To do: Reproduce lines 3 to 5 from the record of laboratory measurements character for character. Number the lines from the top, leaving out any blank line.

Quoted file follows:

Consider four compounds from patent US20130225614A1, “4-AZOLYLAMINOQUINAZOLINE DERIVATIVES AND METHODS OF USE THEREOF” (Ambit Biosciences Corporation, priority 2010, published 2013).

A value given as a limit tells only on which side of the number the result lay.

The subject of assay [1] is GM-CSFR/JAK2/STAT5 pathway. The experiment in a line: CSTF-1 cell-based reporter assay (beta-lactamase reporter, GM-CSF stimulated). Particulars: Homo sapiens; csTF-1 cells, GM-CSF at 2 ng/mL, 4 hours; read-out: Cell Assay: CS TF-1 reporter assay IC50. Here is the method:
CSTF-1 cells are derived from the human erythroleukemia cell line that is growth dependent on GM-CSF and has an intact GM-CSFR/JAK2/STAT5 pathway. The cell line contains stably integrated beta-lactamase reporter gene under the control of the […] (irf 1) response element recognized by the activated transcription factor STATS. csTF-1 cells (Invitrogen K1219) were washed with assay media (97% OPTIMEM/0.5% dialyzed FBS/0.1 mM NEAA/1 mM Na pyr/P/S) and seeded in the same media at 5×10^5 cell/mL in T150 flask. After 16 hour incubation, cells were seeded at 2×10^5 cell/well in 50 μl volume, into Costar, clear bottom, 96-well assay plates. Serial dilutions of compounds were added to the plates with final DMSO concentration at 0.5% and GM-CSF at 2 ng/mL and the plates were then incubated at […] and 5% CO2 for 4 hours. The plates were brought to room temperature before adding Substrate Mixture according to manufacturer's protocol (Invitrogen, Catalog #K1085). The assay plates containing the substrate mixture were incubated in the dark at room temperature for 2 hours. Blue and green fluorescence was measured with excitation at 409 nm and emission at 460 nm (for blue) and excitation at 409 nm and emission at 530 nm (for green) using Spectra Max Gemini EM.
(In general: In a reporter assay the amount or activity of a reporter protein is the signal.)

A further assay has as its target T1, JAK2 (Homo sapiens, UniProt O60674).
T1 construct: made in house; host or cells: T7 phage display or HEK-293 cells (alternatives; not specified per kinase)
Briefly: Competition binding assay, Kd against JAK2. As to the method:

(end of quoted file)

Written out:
The subject of assay [1] is GM-CSFR/JAK2/STAT5 pathway. The experiment in a line: CSTF-1 cell-based reporter assay (beta-lactamase reporter, GM-CSF stimulated). Particulars: Homo sapiens; csTF-1 cells, GM-CSF at 2 ng/mL, 4 hours; read-out: Cell Assay: CS TF-1 reporter assay IC50. Here is the method:
CSTF-1 cells are derived from the human erythroleukemia cell line that is growth dependent on GM-CSF and has an intact GM-CSFR/JAK2/STAT5 pathway. The cell line contains stably integrated beta-lactamase reporter gene under the control of the […] (irf 1) response element recognized by the activated transcription factor STATS. csTF-1 cells (Invitrogen K1219) were washed with assay media (97% OPTIMEM/0.5% dialyzed FBS/0.1 mM NEAA/1 mM Na pyr/P/S) and seeded in the same media at 5×10^5 cell/mL in T150 flask. After 16 hour incubation, cells were seeded at 2×10^5 cell/well in 50 μl volume, into Costar, clear bottom, 96-well assay plates. Serial dilutions of compounds were added to the plates with final DMSO concentration at 0.5% and GM-CSF at 2 ng/mL and the plates were then incubated at […] and 5% CO2 for 4 hours. The plates were brought to room temperature before adding Substrate Mixture according to manufacturer's protocol (Invitrogen, Catalog #K1085). The assay plates containing the substrate mixture were incubated in the dark at room temperature for 2 hours. Blue and green fluorescence was measured with excitation at 409 nm and emission at 460 nm (for blue) and excitation at 409 nm and emission at 530 nm (for green) using Spectra Max Gemini EM.
(In general: In a reporter assay the amount or activity of a reporter protein is the signal.)